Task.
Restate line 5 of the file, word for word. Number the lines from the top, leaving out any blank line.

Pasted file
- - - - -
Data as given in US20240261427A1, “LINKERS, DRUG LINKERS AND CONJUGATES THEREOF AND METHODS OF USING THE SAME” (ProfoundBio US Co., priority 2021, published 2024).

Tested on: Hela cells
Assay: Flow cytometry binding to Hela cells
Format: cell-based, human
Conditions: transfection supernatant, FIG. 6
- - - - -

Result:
Conditions: transfection supernatant, FIG. 6